Trends may come and go, but classic, timeless sounds don't go out of style. Certain bands have managed to craft songs that continue to impact the musical world even decades after they've stopped playing. Here are four of those classic acts, and where you'll hear their influence on modern music.
1. The Velvet Underground
While bands like the Beatles or the Stones take most of the glory as the "rock 'n' roll legends," the Velvet Underground offers a legacy that deserves great acclaim for its enormous influence on rock music that doesn't fit the mainstream. The band achieved little commercial success during its existence, but their talent was recognized by modern artist Andy Warhol, who managed the band for a time and featured them in his Exploding Plastic Inevitable events, resulting in tremendous publicity for the band. The group's experimental and versatile style coupled with their frequently provocative subject matter made them pioneers in the field of boundary-pushing rock music.
Over the years, an underbelly formed in the world of rock, building on the Velvet Underground's legacy and drawing on their sound. Bands in the '70s like Television and Talking Heads pushed the limits on rock music, but it wasn't until the mid '80s that the world really caught up to what the Velvet Underground was doing back in the late '60s. Bands like the Pixies and Sonic Youth drew on Lou Reed's influence, writing songs with a pop center, shrouded in experimentation. This movement blossomed into the '90s with bands like Pavement, and today, the influence of the Velvet Underground is virtually everywhere across the indie rock genre.
The Velvet Underground's influence comes to a head for me in fellow NYC indie outfit Parquet Courts' recent release, Human Performance. The album is a spitting image of Lou Reed's eccentric songwriting.
2. Earth, Wind & Fire
Earth, Wind & Fire might be one of the most dynamic acts in history. The group draws on R&B, soul, funk, jazz, disco, pop, rock, Latin, and African genres to create sounds that have kept the world grooving everywhere from weddings to supermarkets for the past 40-plus years. Over this time, each of these genres has grown and developed, taking on different incarnations across different eras, and each one has been impacted by Earth, Wind & Fire.
In the '70s, artists who capitalized on the disco craze like Donna Summer, Chic, and even Michael Jackson shared bouncing rhythms and smooth vocals with Earth, Wind & Fire. The band had so much to offer the world of funk, soul, and disco at the time, especially with their famous arrangements and prominent horn section. However, the full weight of the band's influence comes through in pop and R&B. Everyone from Justin Timberlake to Nelly to Bruno Mars to the Weeknd has drawn heavily on the melodies and grooves of Earth, Wind & Fire.
Each genre of music offers a lush history of artists and happenings, but the history of punk music often feels like a bottomless pit. There's always some more obscure hardcore band that's supposedly super important that you need to know. (Side note: to get to the bottom of all of that, check out the actual first punk band, Death, who never received attention because of their skin color.) That being said, there's one band that has undoubtedly blown up the face of modern hardcore, and that band is Converge. The band's execution of its signature blend of hardcore, metalcore, screamo, and mathcore, along with its expert-level use of ambiance, has set the band in a league of its own.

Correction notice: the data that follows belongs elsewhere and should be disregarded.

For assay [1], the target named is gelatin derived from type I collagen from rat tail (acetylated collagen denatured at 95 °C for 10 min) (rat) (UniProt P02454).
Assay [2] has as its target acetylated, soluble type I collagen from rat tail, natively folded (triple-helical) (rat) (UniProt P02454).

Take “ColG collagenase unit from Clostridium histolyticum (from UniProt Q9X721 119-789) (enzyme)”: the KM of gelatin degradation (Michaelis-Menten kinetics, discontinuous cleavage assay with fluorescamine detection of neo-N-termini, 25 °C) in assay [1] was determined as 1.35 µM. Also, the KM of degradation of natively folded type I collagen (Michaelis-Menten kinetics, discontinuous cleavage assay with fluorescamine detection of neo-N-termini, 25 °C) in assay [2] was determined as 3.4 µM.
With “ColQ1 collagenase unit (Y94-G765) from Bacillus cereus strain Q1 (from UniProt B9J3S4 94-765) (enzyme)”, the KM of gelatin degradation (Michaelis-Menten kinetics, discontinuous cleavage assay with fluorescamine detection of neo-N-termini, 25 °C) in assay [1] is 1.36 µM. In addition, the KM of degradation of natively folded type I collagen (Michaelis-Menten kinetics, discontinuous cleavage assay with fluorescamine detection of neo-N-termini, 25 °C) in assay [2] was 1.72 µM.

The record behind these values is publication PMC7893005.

Converge's sound can be heard in countless modern hardcore bands, most notably Nails, Trap Them, and Seizures. Seizures, in particular, draws heavily from Converge's often relentlessly chaotic tendencies while keeping their sound all their own. Given Converge's status as a current band, it is certain that their influence will continue to manifest itself and impact the world of hardcore. Atop their prominent musical influence, singer Jacob Bannon's label, Deathwish Inc., boasts many of the biggest names in the genre.
4. The Band
Canadian roots-rock outfit the Band was the silent hand pulling the strings while bands like Fleetwood Mac took all the glory. The Band was originally assembled as the Hawks, the backing band for Ronnie Hawkins between 1958 and 1963. In 1964, the band separated from Hawkins, and the next year they were picked up to be the backing band for Bob Dylan. In '68, the band began performing as the Band, separated from Dylan, and released its first record, recorded in the prior year. Their anthemic '70s roots-rock sound was an instant success, propelling them to stardom on top of their already formidable reputation from Dylan.
Songs like "I Shall Be Released," "Up On Cripple Creek," and of course "The Weight" have inspired decades of folk and roots rock. The Band's feel-good grooves mixed in with that slight bluesy country vibe has made acts like Bon Iver and the Civil Wars possible today. Bands like Fleet Foxes, Noah and the Whale, and even Simon and Garfunkel all display songwriting that could be traced back to the Band's sound. The entire trend of folk pop owes its existence to roots rock, and the Band was the backbone of it all. Take a good listen to the way Levon Helm sings and plays his drums, and it should be obvious why the Band was so popular.
Converge, the Band, the Velvet Underground, and Earth, Wind & Fire have very little in common musically, but they all had great impacts on the world of music and made monumental contributions to their respective genres. Next time you're writing a song, don't feel bad about taking a page out of someone else's book. And if you come up with something good enough, maybe someone will pay you the compliment of building on your music someday.
Max Monahan is a bassist and a writer living in Los Angeles. He spends his time working for an audio licensing website and shredding sweet bass riffs.